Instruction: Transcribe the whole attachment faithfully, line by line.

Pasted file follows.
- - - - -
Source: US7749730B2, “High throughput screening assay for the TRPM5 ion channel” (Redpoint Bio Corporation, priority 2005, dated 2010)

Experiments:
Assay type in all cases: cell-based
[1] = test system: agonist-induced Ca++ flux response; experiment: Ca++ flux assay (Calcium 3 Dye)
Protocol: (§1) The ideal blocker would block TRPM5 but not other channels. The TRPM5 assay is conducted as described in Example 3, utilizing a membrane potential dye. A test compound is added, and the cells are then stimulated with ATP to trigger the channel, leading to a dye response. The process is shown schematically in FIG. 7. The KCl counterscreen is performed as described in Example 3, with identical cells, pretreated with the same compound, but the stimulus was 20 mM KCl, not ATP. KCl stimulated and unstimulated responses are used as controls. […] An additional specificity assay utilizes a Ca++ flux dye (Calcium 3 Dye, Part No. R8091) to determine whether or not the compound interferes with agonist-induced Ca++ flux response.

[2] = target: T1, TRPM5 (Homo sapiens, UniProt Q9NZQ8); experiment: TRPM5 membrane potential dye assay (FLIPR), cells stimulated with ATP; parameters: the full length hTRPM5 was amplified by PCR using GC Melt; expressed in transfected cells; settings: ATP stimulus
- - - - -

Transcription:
Source: US7749730B2, “High throughput screening assay for the TRPM5 ion channel” (Redpoint Bio Corporation, priority 2005, dated 2010)

Experiments:
Assay type in all cases: cell-based
[1] = test system: agonist-induced Ca++ flux response; experiment: Ca++ flux assay (Calcium 3 Dye)
Protocol: (§1) The ideal blocker would block TRPM5 but not other channels. The TRPM5 assay is conducted as described in Example 3, utilizing a membrane potential dye. A test compound is added, and the cells are then stimulated with ATP to trigger the channel, leading to a dye response. The process is shown schematically in FIG. 7. The KCl counterscreen is performed as described in Example 3, with identical cells, pretreated with the same compound, but the stimulus was 20 mM KCl, not ATP. KCl stimulated and unstimulated responses are used as controls. […] An additional specificity assay utilizes a Ca++ flux dye (Calcium 3 Dye, Part No. R8091) to determine whether or not the compound interferes with agonist-induced Ca++ flux response.

[2] = target: T1, TRPM5 (Homo sapiens, UniProt Q9NZQ8); experiment: TRPM5 membrane potential dye assay (FLIPR), cells stimulated with ATP; parameters: the full length hTRPM5 was amplified by PCR using GC Melt; expressed in transfected cells; settings: ATP stimulus